1. Did you know that elder wood has a soft middle that can be taken out and the wood used for musical instruments Steve, I found this out when we had out allotment.

  2. The elder tree was a symbol of the cycle of life – death to birth to death. The connection between the elder and death led to the tree being a symbol of grief. The offensive smell of the elder leaves (not the flowers) also connected the tree with grief.

  3. You have a spammer and YP is right about the grief connection.

  4. Briony: I did not! But I have some experience with the soft wood, having sawed several dead limbs off our elders. The wood IS very easy to cut.

    YP: Never knew about the grief connection! To me it seems a very lively, beautiful tree.

    E: I was sorely tempted to leave that spam because it was so bizarre. I've never before had someone offer to turn me into a vampire! LOL

  5. I've often thought it would be great to have a tree that produced walnuts or pecans, but of course the reality is what you have, seconds from the squirrels all over the ground.
    That Netflix show seems based on the same premise as one on Amazon (which I think is based on a movie) about the survivors of Earth forever traveling on a train as the world freezes over. Not that I've gotten around to seeing either one!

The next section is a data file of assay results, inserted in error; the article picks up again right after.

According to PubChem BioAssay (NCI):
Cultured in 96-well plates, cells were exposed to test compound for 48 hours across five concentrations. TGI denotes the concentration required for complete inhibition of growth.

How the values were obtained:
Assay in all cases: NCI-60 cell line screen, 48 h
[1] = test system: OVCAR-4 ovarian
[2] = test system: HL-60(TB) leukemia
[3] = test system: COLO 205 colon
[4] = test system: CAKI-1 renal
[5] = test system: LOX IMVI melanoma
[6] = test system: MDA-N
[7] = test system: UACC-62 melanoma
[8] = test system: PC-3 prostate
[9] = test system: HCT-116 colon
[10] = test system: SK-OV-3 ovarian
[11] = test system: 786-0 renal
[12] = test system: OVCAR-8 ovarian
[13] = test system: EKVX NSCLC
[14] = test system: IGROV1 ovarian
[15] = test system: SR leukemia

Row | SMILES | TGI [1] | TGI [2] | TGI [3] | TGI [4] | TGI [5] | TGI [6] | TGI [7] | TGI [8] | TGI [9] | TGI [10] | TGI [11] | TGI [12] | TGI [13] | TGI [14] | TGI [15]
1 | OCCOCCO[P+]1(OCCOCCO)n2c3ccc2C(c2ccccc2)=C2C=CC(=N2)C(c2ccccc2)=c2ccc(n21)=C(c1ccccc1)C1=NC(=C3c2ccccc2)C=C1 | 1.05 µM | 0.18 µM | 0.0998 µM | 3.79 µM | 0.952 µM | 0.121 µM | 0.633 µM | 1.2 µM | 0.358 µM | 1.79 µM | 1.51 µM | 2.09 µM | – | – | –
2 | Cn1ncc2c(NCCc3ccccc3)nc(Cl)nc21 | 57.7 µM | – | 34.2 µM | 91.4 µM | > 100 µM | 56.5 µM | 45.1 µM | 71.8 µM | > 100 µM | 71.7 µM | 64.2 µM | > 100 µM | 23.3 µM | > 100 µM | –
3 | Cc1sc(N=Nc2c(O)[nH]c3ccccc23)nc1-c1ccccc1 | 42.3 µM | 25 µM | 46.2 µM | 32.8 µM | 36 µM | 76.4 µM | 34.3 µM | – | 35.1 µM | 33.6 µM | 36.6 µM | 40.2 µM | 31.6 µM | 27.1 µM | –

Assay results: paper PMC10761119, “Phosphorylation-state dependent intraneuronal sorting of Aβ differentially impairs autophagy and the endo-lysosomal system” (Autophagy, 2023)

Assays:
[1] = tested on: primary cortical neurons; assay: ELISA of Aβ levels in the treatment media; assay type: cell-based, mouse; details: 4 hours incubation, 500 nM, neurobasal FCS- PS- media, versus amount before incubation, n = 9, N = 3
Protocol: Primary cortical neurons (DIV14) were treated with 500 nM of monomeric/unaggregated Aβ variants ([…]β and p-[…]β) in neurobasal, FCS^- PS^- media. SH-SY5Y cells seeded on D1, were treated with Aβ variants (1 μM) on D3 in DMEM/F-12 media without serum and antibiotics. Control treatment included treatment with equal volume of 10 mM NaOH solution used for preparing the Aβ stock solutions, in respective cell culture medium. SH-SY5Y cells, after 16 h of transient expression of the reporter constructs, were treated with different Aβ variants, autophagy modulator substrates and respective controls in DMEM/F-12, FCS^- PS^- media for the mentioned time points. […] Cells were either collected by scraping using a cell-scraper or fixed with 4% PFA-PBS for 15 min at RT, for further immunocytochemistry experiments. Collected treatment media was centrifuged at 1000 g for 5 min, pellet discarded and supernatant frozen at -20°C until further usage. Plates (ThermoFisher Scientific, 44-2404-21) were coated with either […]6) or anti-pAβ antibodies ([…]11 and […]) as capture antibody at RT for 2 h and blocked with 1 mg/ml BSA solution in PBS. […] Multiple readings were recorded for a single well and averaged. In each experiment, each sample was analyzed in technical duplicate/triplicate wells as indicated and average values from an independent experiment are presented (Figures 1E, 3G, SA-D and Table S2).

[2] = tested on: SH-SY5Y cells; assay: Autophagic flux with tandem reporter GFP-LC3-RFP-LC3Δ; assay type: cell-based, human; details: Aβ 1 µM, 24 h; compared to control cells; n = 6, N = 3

6. I started to watch that show on Netflix but have only watched the first two episodes. I can't decide if I want to finish it. When I was in Italy last year, I found a drink made with elderflower syrup that was delicious. I've been trying to recreate it ever since. I wondered what an elder tree and its flowers looked like. Now I know.

  7. Good For You Olga - Just Sitting Pretty - Kong Or Ball,Doesn't Matter As Long As The Human Is Near By - Stay Hydrated


  8. Olga in the garden is quite a pretty picture. Beautiful roses. We have one rose plant, I can't bring myself to call it a bush since it is straggly. But it wants to live in this humid heat, and it blooms year after year. You remind me that I need to go dead head the dead blooms.

  9. I think the English may do roses better than anyone.
    I tried to listen to an audio version of Lincoln in the Bardo. Did not work for me.
    Glen and I just started watching Downton Abbey and I can't decide whether or not I want to spend the next year watching it, one episode at a time. Aren't there like fifty seasons of it?
    I hope you get rain soon.

  10. The trees are beautiful. Such a wonderful sight when you look up through their branches. Those roses are gorgeous. Mine are just now starting to bloom. Olga looks so comfortable wherever she sits! You have a super day, hugs, Edna B.